Cinder Block Stand for a 125 Gallon

Chago09

New member
Ok I have found a thread by RocketEngineer, for his design of a 2x4 stand. It looks like it can hold a truck although I am still paranoid. Am I really over exagerating???

Since my tank is going to be in wall, I was thinking that I could literally buy 16 conder blocks. There each 8 x 8 x 16. So I could stack 4 per corner and lay pieces of 2x6 across the boards. Would this not be plaenty of support and not have to worry about collapse??? this would leave lots of room underneath for sump and equipment
 

tbar

New member
I think it would be alright. I had a 75 on a cinder block stand My 125 stand like most I think only supports the tank on the outer bottom edges.
 

billet22

New member
I would think this would work. However, my only concern would be the distance between the cinder blocks (length wise). If this tank is 72" long, that would leave almost 4 feet between the cinder blocks unsupported, even with the 2x6 acting as a top that the tank would sit on. In my oppinion that is to much distance.
 

Whacked

New member
use the cinderblocks.
Then some 2x6 as a frame for the tank to sit on.
you'll have about 4.6' for stuff under the tank.
you will have a sag of about 0.0092" using Pine and guessimate about 150lb/ft uniform load.

A 2x4 may work too and you'll have about a 0.0414" sag. thats about 1/25" of a inch (I know, a odd dimension)

The only real problem is the CMU blocks are 16" while the standard 125g is 18". altho you could center the tank frame over the CMU, they will overhang the blocks 1" front and back. You could then compensate by using 'legs' in the back corners to compensate and bring the loading forces to the ground.
 

therealfatman

In Memoriam
Six inch by Six six column blocks work nicely. No boards would be fine , but for that extra factor of safety beyiond the tank mafactured rating of over 4.0 with just corner supports an upright two inch by four inch frame on top of the corner blocks would work just fine. I don't think your from an earth quake prone area.
 

ctaylor76

In Memoriam
I'm union carpenter, blocks will be fine. I see them used all the time with I-beams made into the block wall sitting on a small steel plate. U will need something inside the block to keep them from rolling or sliding off from each other. Not that this would happen, but shifting will accure. I would use 3/4 inch plywood for a base with 2 x 4 block on top of the plywood base, the 2 x 4's do not need togo all the way across the length of the tank. Just have them sit on top of the blocks. I would also use a water level if you do not have a laser level like me. Water levels are the most accurate leveling device known to man if u can do it right, and it's very easy to set on up with clear 1/2 inch tube. This way you can use 1/4, 3/8, 1/2, 3/4 inch plywood on top of each block collum support you are making for your tank to sit on. Useing different size plywood pieces will ensure you get it level on each block collum support. Remember your support only needs togo where your tank is actually touching the mini block collums your useing to raise your tank up for support. The rest of the wood that is not touching wont support much weight. Send me a PM if you have any questions at all, I have been doing this type of work for over 15 yrs. and can help you with this if needing more directions.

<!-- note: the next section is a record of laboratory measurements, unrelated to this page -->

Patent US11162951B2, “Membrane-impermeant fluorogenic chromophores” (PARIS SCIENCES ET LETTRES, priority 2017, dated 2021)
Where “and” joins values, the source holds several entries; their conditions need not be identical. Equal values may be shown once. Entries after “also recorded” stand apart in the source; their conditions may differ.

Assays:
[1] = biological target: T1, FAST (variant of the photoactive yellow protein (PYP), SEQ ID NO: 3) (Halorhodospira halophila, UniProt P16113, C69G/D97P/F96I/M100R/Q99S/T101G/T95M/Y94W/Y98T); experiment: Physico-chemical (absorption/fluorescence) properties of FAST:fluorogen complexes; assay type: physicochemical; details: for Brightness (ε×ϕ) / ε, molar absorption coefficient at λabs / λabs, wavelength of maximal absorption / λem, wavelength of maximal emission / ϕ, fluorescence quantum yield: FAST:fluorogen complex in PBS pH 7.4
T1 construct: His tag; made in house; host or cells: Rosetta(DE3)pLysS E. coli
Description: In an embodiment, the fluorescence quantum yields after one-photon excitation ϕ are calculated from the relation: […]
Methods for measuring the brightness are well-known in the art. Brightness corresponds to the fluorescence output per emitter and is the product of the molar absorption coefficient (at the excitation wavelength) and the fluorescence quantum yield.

Jake
 

Chago09

New member
oh ok I think some of you are confusing me LOL

My original idea was to take the 16" length and send it down the length of the tank, this way I could have two piles on each end of the tank, basically under all four corners. So all for corner are directly on top of the blocks. Then 16" in on both ends for the length of the tank will be on top of the blocks.

Then I was going to take 3 2 x 6 and lay them flat on the blocks. 6"x3 = 18" perfect width. Some of you suggested making a frame??? I'm confused do you mean make like a 2x6 frame thats upright?? if its upright would 2x4 be enough?? or would my way work just as good?
 

scrombussquared

New member
Is it a glass or acrylic tank? I, too, am a carpenter and agree with most of what ctaylor says. If your tank is glass with a plastic frame, you only need to support the 4 corners. An acrylic tank needs solid support under the entire tank, which 2x6's on the flat will provide. Top the 2x6's with a piece of styrofoam sheet. ( styrofoam is a trademark of the Dow corp. for their polystyrene insulation sheathing. It is light blue in color and costs around 12 bucks for a 4x8 sheet. A lot of folks use expanded polystyrene sheeting for this purpose also.

I would recommend using some type of adhesive between the concrete blocks (CMU). Liquid nails is good, but there's a type used for landscape blocks that would perform better.

If you're going to make a frame to sit on top of the blocks, 2x4's on edge will be just fine.
 

Chago09

New member
yes the tank is glass with plastic frame.

So then my idea of having the cinder block piles in the corners and planks laying flat will work!! great. Now need to think how I can squeeze a sump and what size
 

scrombussquared

New member
Yeh, the concrete blocks will support a lead block the same size as your tank, but there's not a lot of room left under the stand...you may want to rethink building one from wood.
 
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